Durbin, Nelson, Schumer, Blunt

Conference Report Accompanying the DoD/HHS minibus appropriations bill (H.R. 6157)

Senator Durbin: (10:13 a.m.)

  • Spoke on the nomination of Brett Kavanaugh to be an Associate Justice of the Supreme Court.
    • "It refers to the hearings for the approval of the nomination of Clarence Thomas to the Supreme Court. Let me read to you a summary of what occurred. After Anita Hill alleged that Judge Clarence Thomas had sexually harassed her, the full Senate on October 8, 1991, agreed by by unanimous vote, unanimous consent, to delay a vote on Thomas' nomination to the Supreme Court until October 15. Madam President, let me underline that. The full Senate agreed by unanimous consent to delay the vote after the allegations surfaced. Three days later, beginning on October 11, the Senate Judiciary Committee held public hearings over the course of three days enabling Clarence Thomas, Anita Hill, and other witnesses to testify in an open setting."


Senator Nelson: (10:40 a.m.)

  • Spoke on WRDA.
    • "The smell is pungent. It's irritating. And I'm here to urge our colleagues to support the Water Resources Development Act, what we refer to as the WRDA bill, because it contains authorization for an important reservoir project that could help alleviate some of the discharges. When discharges come out of the big lake, Lake Okeechobee, already combined with local runoff and discharges of nutrient-laden water into the waters and Lakes of Florida, but particularly the Caloosahatchee on the west coast and St. Lucie on the east coast, then all of that nutrient-laden water is like throwing fertilizer into water, and since algae is already in the water and you throw fertilizer to it, the algae is going to grow."


Senator Schumer: (10:47 a.m.)

  • Spoke on the nomination of Brett Kavanaugh to be an Associate Justice of the Supreme Court.
    • "The minority has always been able to request a number of witnesses to provide context and expert opinion to the committee. In this case it certainly makes sense for one witness to be Mr. Mark Judge who was named in "The Washington Post" as present during the event in question. How could we want to get the truth and not have Mr. Judge come to the hearing? And be asked questions? And if the majority won't call him as a witness as they should, if they're really interested in getting the whole truth, the minority must be able to do so. The minority always has had a right to call witnesses. But the bigger issue is that the committee must be able to call more than two witnesses in total we must not repeat the mistake of the Anita Hill hearings."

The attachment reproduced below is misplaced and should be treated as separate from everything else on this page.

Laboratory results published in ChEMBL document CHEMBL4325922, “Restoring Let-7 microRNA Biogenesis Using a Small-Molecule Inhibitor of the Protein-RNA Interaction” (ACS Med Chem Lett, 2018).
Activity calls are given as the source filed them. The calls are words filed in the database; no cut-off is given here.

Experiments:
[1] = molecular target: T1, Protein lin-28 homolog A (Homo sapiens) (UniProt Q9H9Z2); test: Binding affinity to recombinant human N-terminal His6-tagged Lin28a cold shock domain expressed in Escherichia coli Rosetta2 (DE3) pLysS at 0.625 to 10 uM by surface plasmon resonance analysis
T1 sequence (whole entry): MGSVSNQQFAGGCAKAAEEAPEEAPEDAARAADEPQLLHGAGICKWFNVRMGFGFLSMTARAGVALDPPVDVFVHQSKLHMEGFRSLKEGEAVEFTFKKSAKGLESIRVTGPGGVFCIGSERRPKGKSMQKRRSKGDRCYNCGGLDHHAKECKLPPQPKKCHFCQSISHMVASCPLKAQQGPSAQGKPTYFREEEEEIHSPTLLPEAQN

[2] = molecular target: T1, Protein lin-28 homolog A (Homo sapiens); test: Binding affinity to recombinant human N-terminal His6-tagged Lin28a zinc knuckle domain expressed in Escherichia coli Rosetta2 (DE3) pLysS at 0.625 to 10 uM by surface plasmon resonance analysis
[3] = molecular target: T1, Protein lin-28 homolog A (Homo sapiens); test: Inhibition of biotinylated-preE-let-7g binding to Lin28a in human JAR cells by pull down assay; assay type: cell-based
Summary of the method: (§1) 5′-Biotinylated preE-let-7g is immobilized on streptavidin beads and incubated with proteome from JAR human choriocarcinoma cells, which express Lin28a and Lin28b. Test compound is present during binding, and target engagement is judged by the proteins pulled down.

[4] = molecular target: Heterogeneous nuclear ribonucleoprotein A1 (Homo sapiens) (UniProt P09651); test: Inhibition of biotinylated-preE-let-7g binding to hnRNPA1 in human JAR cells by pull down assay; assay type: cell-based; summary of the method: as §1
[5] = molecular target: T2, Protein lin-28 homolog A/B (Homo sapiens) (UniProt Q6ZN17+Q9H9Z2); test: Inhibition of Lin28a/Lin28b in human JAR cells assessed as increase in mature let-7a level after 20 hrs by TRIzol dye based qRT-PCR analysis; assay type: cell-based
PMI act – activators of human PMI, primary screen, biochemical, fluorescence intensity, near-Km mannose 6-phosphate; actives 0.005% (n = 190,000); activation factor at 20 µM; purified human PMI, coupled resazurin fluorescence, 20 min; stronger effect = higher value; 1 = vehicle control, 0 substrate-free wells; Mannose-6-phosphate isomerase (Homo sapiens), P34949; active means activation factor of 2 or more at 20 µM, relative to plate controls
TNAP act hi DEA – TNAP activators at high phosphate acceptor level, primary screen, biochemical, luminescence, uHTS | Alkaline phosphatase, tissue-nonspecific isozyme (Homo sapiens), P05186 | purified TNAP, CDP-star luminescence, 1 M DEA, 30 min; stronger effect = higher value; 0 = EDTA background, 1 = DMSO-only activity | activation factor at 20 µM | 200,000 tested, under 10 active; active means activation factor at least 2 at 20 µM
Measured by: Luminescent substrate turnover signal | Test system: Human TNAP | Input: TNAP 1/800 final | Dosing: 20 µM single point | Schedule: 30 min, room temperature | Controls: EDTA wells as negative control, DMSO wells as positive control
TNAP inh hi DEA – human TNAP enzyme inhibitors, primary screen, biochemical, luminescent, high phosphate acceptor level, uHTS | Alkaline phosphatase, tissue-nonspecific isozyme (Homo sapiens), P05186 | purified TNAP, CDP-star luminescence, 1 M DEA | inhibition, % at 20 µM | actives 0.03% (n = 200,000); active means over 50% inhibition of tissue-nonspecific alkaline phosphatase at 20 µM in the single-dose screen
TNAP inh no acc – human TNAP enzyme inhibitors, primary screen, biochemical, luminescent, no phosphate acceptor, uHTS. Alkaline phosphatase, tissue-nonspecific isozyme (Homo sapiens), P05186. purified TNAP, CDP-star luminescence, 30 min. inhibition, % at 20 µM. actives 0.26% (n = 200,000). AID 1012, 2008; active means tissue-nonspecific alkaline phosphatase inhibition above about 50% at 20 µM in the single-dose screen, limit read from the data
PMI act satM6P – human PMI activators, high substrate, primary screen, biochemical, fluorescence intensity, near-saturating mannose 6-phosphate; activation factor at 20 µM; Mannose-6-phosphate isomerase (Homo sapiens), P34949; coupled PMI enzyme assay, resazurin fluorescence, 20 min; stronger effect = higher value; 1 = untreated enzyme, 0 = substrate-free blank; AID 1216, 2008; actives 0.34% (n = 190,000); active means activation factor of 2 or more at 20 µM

• Spoke on the investigation of President Donald Trump.
    • "On its face, just on its face alone, the action by President Trump is an abuse of power and a direct slap in the face of rule of law. And even more troubling because President Trump regularly abuses power but even more troubling law enforcement officials have informed congress that some of the disclosures will put at risk the most sensitive sources and methods of our nation's law enforcement and intelligence professionals. There are thousands of Americans risking their lives as informants in our intelligence services. If they can be exposed on the whim of a president for political purposes, what does that say to them?"


Senator Blunt: (11:01 a.m.)

  • Spoke on the appropriations process.
    • "That's 50% of all the discretionary spending. And then another 12% or so with the Labor-H bill. 62% of all the spending the government will do, that we've got a choice in, that's not the mandatory spending, happens in this bill, the bill that the Senate is voting on today. There's lots of push and pull in this bill. In fact, Mr. President, our committee got 6,164 requests from senators during the committee negotiations about things they cared for in this bill. There were 31 amendments that were offered on the debate on the bill on the floor. Today's bill reflects the priorities I think of both sides of the capitol and both sides of the aisle."